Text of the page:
It is this image of the city which is reflected in that very quaint but fascinating myth which the Israelites told about the Origin of mankind. Our mythical parents, Adam and Eve, had two sons whom they called Cain and Abel. Cain became a tiller of the ground, an agriculturist. For this purpose he had to settle in one place. Abel became a keeper of sheep, a pastoralist. He was free to move with his flocks and herds. The ancient Israelite mind saw human beings divided from the beginning into these two types, the permanently settled and the free. Curiously enough something of that class distinction between the pastoralist and agriculturist occurs even to this day. I know parts of New Zealand where the high-country run holder treats the agriculturist (whom he calls the dirt-farmer) with a slightly superior air. It is reflected in the well known musical, Oklahoma, in the song which urges the cowman and the farmer to be friends.
Animosity between the two is evidently very old indeed. In the biblical myth Cain killed Abel, At this point in the story we are told that Cain went off with his wife into exile. Many people get side-tracked here and say, "Hang on. If Adam and Eve and their surviving son Cain were the only human beings on earth, where did he get his wife from?" That is the kind of problem which would only occur to the prosaic logical mind of the sophisticated city-dweller. The ancient poetic mind of the pastoral story-teller was just not interested in that kind of logic. What we should take notice of is not what he omitted to explain but what he did say. "Cain went off with his wife, fathered a son and built a city".
Here there are three quite fascinating insights into the nature of the city. First, the ancient nomad saw the settled life of the agriculturist as the transition from the pure and free life of the nomad to the beginning of city life. Secondly, he saw the city as something man-made unlike the natural world. Thirdly, the founder of the very first city was Cain the murderer. That being the case, could one expect the city to be anything else but a cesspool of iniquity?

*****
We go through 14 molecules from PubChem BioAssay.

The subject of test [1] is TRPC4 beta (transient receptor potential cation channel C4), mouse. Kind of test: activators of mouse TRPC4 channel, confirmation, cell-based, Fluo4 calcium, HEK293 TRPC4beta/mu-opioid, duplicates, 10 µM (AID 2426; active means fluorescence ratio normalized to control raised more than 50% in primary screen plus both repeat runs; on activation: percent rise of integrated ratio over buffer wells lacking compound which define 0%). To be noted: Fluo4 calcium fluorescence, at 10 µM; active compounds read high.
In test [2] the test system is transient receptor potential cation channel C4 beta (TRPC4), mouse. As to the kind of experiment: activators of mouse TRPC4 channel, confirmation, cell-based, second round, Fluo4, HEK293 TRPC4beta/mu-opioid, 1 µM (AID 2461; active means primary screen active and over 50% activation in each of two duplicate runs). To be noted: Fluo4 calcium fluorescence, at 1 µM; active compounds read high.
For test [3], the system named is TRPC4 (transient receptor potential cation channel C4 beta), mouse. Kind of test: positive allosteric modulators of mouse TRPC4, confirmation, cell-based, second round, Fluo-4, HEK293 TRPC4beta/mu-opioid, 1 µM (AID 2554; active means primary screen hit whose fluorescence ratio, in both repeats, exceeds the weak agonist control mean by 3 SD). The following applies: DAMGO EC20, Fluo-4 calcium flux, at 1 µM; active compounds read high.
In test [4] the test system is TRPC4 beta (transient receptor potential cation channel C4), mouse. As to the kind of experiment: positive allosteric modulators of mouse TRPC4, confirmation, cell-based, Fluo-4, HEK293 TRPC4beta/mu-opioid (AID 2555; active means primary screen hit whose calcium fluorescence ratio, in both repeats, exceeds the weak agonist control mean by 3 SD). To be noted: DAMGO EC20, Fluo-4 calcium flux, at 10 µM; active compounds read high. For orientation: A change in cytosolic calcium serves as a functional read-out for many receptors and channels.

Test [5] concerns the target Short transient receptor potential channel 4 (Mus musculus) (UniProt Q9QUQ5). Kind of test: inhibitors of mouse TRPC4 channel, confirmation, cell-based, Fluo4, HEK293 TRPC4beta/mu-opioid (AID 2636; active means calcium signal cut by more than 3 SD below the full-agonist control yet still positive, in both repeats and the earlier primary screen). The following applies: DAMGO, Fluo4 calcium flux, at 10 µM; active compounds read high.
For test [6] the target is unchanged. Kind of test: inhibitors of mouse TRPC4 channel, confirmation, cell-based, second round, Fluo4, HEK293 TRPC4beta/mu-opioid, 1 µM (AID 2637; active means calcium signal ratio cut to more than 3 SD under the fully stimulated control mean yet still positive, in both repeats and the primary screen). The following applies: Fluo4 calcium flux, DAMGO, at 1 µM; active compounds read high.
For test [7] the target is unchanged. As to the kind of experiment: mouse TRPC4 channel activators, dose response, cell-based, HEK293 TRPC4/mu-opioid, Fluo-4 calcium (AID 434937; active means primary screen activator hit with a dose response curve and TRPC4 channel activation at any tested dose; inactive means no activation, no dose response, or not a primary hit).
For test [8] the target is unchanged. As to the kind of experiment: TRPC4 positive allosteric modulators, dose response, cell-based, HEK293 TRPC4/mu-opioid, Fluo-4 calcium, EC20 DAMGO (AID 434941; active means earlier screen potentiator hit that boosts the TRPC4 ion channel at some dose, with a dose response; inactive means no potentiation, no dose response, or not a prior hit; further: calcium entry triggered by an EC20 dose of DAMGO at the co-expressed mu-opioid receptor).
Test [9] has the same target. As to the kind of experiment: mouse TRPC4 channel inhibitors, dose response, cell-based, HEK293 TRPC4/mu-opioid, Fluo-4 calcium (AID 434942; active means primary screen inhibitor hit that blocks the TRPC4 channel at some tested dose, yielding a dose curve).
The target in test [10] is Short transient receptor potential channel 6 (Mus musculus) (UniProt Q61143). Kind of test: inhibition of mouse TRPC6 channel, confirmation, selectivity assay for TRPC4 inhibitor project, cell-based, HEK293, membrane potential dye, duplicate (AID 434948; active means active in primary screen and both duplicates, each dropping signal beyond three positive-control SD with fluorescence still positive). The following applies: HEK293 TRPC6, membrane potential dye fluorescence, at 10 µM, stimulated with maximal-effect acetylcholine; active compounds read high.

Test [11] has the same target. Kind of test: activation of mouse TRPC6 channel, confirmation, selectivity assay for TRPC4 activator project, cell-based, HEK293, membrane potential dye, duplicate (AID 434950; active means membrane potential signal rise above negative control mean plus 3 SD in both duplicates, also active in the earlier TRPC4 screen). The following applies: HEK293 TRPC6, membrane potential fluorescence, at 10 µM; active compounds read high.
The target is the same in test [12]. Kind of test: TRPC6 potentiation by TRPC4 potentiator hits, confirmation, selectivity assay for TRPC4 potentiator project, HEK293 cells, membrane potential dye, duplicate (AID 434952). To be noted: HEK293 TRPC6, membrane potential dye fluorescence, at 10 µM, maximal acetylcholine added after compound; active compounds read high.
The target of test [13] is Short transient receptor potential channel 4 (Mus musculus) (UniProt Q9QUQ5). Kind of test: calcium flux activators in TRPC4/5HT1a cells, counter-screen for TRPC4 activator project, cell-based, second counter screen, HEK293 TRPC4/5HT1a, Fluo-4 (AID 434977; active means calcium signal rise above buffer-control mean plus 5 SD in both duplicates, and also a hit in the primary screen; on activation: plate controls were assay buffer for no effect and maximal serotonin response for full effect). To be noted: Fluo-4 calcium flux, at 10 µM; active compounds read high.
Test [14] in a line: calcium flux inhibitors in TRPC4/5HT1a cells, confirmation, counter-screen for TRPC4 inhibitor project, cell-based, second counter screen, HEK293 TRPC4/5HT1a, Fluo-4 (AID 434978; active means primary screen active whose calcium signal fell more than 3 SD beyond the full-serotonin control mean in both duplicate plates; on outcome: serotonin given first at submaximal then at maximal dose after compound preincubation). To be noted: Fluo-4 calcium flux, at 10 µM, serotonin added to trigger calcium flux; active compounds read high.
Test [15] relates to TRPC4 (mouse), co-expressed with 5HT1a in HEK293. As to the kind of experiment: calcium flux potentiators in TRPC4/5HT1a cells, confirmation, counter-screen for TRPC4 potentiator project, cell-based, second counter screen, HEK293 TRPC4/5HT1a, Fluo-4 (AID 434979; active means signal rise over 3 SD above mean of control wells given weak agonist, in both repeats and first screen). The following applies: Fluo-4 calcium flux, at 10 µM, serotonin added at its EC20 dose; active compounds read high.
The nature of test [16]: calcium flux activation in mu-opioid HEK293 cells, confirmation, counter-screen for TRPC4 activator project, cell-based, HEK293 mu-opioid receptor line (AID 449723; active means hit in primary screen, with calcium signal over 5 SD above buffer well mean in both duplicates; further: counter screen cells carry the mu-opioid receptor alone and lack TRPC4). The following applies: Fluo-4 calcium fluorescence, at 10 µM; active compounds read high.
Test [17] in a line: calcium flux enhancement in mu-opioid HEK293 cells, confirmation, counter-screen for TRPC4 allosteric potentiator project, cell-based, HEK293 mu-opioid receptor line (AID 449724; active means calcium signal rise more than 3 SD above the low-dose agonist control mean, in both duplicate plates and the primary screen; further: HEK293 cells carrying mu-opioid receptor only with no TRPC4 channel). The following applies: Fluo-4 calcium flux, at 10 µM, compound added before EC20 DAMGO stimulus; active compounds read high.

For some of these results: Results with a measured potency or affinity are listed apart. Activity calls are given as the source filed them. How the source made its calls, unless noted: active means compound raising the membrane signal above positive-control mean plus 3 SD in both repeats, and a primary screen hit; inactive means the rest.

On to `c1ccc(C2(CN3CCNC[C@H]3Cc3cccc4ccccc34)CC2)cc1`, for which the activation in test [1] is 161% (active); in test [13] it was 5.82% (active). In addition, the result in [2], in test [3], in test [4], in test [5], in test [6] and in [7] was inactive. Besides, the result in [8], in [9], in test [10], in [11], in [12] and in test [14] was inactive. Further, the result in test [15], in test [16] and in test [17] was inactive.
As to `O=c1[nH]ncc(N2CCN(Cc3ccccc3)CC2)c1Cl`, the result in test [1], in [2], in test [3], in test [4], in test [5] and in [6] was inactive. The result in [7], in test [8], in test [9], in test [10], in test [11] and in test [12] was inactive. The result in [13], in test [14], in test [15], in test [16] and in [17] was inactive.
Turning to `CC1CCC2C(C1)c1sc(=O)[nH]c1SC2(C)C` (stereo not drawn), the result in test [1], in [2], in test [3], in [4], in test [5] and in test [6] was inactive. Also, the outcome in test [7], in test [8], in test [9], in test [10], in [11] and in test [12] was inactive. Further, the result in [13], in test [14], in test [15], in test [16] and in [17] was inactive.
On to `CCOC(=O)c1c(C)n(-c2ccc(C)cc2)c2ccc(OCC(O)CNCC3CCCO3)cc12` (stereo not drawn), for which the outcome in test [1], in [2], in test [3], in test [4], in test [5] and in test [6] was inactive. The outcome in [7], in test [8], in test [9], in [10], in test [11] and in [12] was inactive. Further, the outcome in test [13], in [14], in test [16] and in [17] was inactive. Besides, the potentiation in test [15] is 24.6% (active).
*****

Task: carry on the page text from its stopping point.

The image of the wicked city is further reflected in the myth of the Tower of Babel, where the very building of a city, with its accompanying tower, was seen by the nomad as a human monstrosity which reflected the wicked pride in the human heart and which was an affront to God, who made the earth in its natural state. In similar vein, the cities of Sodom and Gomorrah became so wicked that according to ancient folk-lore God destroyed them by raining down fire and brimstone from heaven.
In later Israelite tradition it was the Assyrian city of Nineveh which became the symbolic embodiment of all the evil a really great city was thought to engender. When it fell, the prophet Nahum cried out victoriously;
Woe to the bloody city
all full of lies and plunder.
In those days the great powerful empires were often known by the name of the city which was the seat of the Emperor. Assyria, ruled from Asshur, was succeeded by the Empire ruled from Babylon. From that time onwards Babylon became the chief symbol for the wicked city, partly because Jewish exiles were held in captivity there. These symbolic associations long survived the destruction of the city itself and were later used by both Jew and Christian whenever they wished to refer to the wickedness they both deplored and feared in the later city of Rome. It is really Rome which is being referred to in the New Testament Apocalypse where the writer in the following words looks expectantly for its imminent destruction;